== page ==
It's 2014. Where are our flying cars? We've been dreaming of piloting our own pods for quite a while, yet it seems personal flying machines are nowhere on the horizon. To be fair, it's not for a lack of trying. Henry Ford attempted to build a mini plane called the Sky Flivver that would have been marketed and sold as a "flying car", but that project came to a halt when the test pilot was killed during a long-distance test flight.
Keep your eye on Terrafugia, the Massachusetts-based aerospace company working on the TF-X, a "four-seat hybrid with wings."
Yes, the National Highway Traffic Safety Administration (NHTSA) recently announced it will require "talking cars" by the time Obama leaves office. But let's be honest. All this hype about talking cars, or vehicle-to-vehicle (V2V) communication, is more about wireless data exchange than cars that actually call us by name. For now we'll have to be satisfied with voice navigation and our beloved Siri.
Our favorite talking car will always be KITT from Knight Rider:
Societal shifts and safety concerns have created a serious demand for autonomous or driverless cars. Driver distractions are incredibly high. Auto makers have taken note, and serious efforts are underway to bring self-driving cars to market. During a March 2014 interview at the Forbes Reinventing American Summit, Bill Ford said "Self-driving cars are coming... but the technology will arrive before society figures out how to make it work.”
Check out autonomous cars in action in this clip from Minority Report:
Imagine the possibilities if our cars had ball wheels (parallel parking, anyone?). If Dyson can do it with a vacuum cleaner, why not expand the concept to actual vehicles? A group of engineering students at San Jose State University had the same idea and got the ball rolling on this futuristic feature back in 2012. Inspired by the ball wheels in sci-fi vehicles, this team of college students created a pretty impressive concept motorcycle that truly reinvented the wheel. Check out the image gallery at Spherical Drive System.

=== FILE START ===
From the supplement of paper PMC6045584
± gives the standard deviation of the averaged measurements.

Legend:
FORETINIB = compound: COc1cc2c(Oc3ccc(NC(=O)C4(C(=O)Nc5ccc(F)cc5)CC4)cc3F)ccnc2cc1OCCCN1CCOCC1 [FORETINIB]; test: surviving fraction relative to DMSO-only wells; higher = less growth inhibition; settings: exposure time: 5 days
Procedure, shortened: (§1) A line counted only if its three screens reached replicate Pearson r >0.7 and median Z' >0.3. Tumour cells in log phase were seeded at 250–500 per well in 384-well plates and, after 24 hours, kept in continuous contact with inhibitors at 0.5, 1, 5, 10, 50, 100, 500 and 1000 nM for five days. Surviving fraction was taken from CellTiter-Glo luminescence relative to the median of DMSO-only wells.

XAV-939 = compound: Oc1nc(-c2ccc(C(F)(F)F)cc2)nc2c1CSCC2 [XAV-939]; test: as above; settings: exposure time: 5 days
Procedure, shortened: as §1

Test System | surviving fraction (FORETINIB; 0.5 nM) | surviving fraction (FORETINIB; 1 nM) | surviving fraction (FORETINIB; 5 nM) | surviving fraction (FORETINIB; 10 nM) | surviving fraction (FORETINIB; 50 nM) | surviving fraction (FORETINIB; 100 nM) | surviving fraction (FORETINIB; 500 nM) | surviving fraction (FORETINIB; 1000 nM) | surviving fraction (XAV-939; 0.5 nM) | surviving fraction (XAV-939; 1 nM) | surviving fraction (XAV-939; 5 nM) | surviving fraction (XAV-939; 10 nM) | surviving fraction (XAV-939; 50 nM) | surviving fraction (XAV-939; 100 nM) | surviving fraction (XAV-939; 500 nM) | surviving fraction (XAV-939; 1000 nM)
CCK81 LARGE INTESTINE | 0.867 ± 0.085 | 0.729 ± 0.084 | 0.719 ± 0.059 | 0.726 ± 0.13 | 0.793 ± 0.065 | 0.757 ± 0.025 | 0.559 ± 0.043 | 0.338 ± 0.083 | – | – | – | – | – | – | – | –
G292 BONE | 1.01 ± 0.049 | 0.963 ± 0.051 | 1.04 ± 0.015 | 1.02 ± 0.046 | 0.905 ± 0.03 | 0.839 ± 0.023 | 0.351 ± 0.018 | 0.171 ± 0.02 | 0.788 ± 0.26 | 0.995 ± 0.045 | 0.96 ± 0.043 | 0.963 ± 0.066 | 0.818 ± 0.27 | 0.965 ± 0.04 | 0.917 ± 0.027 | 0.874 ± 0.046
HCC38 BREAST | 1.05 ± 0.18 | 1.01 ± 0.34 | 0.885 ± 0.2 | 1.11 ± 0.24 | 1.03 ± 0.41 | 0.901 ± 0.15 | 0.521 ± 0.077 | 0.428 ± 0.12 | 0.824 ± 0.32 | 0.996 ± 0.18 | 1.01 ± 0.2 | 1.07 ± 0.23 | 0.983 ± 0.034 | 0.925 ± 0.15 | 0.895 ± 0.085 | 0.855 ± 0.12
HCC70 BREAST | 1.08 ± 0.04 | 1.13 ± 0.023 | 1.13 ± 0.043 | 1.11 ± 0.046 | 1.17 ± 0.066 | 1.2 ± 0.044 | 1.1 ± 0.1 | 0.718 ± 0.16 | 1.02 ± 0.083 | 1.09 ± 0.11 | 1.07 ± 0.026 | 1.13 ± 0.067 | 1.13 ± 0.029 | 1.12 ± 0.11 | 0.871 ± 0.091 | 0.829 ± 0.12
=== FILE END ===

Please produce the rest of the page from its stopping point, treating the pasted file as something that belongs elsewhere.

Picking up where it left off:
In this scene from iRobot, Will Smith uses his sphere wheels to escape from an army of killer robots:
Okay, maybe this one's a stretch, but how awesome would it be to skip the drop-off line at the kids' school and drop them from our hover cars in Jetson-style drop-off pods? With a push of the button, the kiddos would be safely ensconced in their pods and ejected with ease. Better yet, why not automated and programmable drop-off pods that could take the kids to soccer practice, Girl Scouts, piano... you get the idea. Car companies, are you listening?
Judy and Elroy Jetson get dropped off at school — literally:
See how Google is making the driverless car a reality in this video.
And you'll see personalized content just for you whenever you click the My Feed .
SheKnows is making some changes!